Why does FBI agent Anderson (Gene Hackman) like baseball? Because, as he keeps telling people in Mississippi Burning, "it's the only game where a black man can wave a stick at a white man without starting a riot."
Were there in 1964 (or for that matter, have there ever been) FBI men like Anderson, who does not seem to own a black suit or a snap-brim fedora, who talks like a human being instead of a prerecorded announcement and shuffles slyly rather than striding officiously through an investigation? Were there, have there been, agents like his immediate superior Ward (Willem Dafoe), hiding a passionate moral (as opposed to a merely legalistic) commitment to the civil rights movement behind a prim manner and a pair of half horn-rims?
Who knows? And, finally, does it matter? For the business of these two agents in Mississippi, who are never referred to by their first names, is not to typify realistically an institution, but to represent two basic, conflicting human responses to being cast by chance in a tragic historical drama. Anderson and Ward are investigating the disappearance of three civil rights workers, two Northern college students and a local black -- a fictional case obviously inspired by the murders of James Chaney, Andrew Goodman and Michael Schwerner, workers in the 1964 drive to register black voters in the Deep South.
But the aim of this movie is not purely, or even primarily, documentary. The truth of its testimony is not so much literal as gospel, using that term in its revivalist sense. Mississippi Burning is a cry of anguish turned into a hymn of desperate hope, a glory shout in which remembered indignities mingle with moral inspiration.
Ward, the idealistic agent, understands and relishes the symbolic significance of his case. If the bodies of the missing youths can be recovered and it can be proved that they were murdered by organized racism, then their deaths will be redeemed by martyrdom and justice. The movie argues that Ward's confrontational tactics, which include bringing in a huge investigative task force and attracting excessive national media attention, not only delay progress on the case but also stir more violent crimes in response: beatings, church burning, even a lynching.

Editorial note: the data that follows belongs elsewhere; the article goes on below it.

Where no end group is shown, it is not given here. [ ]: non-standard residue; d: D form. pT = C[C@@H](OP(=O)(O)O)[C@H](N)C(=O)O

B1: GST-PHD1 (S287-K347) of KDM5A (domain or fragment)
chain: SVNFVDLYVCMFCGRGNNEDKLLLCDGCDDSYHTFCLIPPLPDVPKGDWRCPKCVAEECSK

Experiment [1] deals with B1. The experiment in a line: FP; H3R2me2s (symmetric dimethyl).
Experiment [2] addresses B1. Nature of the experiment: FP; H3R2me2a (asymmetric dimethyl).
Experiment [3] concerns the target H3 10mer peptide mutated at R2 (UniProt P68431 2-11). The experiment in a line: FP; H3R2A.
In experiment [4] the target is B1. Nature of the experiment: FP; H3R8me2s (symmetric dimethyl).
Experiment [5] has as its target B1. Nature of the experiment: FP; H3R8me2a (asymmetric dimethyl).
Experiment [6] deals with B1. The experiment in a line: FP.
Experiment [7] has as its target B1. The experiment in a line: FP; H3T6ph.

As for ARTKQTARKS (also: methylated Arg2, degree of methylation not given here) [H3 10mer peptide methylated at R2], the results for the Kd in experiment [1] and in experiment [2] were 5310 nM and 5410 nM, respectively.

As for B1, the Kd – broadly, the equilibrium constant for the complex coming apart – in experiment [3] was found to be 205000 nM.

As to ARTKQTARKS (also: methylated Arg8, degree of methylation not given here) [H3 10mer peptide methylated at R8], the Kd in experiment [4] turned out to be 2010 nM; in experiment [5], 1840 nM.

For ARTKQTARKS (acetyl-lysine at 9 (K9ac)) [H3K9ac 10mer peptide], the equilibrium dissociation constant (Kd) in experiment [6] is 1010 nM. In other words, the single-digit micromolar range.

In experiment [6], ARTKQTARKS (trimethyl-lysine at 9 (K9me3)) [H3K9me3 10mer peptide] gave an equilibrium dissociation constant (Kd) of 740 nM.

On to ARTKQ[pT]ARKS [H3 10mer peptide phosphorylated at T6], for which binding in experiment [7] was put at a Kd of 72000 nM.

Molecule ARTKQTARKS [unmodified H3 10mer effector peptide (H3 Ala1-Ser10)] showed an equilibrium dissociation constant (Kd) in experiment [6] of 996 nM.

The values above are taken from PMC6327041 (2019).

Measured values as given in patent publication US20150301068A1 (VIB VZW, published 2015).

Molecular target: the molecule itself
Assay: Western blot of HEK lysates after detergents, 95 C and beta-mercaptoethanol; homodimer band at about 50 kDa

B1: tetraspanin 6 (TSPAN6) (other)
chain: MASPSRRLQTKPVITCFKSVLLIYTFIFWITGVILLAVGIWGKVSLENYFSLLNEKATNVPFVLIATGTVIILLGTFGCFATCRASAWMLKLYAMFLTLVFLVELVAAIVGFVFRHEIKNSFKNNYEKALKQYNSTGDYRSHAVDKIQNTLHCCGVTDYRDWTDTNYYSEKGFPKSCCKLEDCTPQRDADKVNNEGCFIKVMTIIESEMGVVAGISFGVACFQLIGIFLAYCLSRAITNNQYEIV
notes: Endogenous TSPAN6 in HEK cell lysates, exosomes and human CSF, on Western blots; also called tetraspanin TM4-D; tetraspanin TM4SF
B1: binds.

Anderson, who was once a sheriff in a county like this one, is much more the compassionate pragmatist. He wants a quiet investigation, conducted through sidelong glances, little toe-scuffing chats with the locals and the free play of his instincts. He can kick into angry overdrive with a grin still on his face, and is not above conducting a shy, country-boy courtship of a key witness (Frances McDormand) to get on with his job, which, as he sees it, is simply to find the criminals, not change the world.
Hackman is probably the subtlest screen player of his generation. He is a genius at hiding his true feelings under humor, letting them show with a seemingly unconscious flicker of expression or an unfinished gesture. Dafoe stands up to him with the kind of flat-voiced certainty mastered only by men of few, but unshakable, principles. Though each learns something from the other, their relationship retains its pure scratchiness from beginning to end. These guys are never going to be buddies.